Roy Morledge isProfessor of Construction Procurement in the School of Architecture, Design and Built Environment at Nottingham Trent University. Adrian Smith is a Senior Consultant in Procurement and Project Management at Stradia Ltd, Sheffield and a Senior Consultant to the College of Estate Management, Reading.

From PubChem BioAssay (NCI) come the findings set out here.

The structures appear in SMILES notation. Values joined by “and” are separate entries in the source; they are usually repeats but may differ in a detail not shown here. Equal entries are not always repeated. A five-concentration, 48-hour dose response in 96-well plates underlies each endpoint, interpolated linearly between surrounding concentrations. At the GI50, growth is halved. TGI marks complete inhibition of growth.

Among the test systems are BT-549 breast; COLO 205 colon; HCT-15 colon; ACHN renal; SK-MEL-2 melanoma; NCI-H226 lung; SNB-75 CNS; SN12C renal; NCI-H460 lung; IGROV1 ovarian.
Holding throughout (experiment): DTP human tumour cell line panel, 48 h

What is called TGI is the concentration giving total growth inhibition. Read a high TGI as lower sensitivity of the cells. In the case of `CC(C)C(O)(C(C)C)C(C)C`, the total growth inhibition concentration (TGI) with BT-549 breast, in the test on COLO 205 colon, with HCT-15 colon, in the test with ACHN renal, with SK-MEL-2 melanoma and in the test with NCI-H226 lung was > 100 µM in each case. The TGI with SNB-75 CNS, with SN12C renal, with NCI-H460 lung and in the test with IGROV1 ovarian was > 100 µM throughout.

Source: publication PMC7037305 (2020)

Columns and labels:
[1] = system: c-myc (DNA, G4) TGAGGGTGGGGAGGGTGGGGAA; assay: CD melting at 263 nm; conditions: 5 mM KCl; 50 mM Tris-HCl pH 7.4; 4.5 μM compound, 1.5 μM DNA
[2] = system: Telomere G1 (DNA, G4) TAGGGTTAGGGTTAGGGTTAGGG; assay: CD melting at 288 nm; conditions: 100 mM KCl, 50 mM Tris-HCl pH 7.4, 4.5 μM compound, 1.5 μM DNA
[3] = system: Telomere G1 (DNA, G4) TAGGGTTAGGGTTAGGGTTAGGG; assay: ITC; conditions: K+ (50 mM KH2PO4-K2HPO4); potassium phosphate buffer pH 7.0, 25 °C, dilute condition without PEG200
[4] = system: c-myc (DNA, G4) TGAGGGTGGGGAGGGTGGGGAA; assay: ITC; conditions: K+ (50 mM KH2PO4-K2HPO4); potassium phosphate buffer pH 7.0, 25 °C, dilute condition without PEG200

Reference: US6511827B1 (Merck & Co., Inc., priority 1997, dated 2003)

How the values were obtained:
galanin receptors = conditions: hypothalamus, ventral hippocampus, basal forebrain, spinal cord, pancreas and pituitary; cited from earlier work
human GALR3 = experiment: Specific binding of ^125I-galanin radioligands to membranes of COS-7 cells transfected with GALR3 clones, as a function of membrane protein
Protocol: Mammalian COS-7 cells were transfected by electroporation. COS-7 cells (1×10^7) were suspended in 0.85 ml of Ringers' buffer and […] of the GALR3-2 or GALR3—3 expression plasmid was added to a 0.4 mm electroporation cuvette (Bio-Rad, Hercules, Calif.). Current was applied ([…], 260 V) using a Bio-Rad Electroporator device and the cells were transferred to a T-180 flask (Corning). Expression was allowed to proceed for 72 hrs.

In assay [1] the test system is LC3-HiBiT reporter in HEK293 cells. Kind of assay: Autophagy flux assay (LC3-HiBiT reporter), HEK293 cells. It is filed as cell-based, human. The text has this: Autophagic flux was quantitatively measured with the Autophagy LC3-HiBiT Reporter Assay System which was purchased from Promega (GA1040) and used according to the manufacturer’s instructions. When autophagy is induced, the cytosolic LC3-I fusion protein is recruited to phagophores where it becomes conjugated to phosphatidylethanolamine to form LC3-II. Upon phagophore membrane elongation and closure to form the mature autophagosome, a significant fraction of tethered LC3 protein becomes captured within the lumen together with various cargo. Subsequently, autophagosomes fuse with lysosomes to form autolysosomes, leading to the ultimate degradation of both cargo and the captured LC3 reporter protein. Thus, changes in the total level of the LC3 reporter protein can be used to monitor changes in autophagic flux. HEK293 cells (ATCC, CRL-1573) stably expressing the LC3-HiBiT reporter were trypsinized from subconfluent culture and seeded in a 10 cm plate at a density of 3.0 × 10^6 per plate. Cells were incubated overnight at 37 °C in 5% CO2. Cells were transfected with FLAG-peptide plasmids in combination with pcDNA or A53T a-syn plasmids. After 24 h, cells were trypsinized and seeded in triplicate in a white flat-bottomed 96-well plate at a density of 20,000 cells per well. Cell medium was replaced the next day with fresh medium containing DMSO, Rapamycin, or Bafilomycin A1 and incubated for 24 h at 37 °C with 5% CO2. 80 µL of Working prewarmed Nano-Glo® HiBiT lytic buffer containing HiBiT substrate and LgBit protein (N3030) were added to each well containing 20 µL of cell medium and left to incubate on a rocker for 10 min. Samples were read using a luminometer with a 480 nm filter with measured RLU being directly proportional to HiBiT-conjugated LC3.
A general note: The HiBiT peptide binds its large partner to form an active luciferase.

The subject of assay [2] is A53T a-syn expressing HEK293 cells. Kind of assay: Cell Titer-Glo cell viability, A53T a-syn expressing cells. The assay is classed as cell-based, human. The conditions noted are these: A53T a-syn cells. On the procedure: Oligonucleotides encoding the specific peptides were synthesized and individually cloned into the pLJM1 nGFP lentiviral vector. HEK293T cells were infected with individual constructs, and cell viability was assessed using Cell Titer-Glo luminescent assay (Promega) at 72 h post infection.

Table of Contents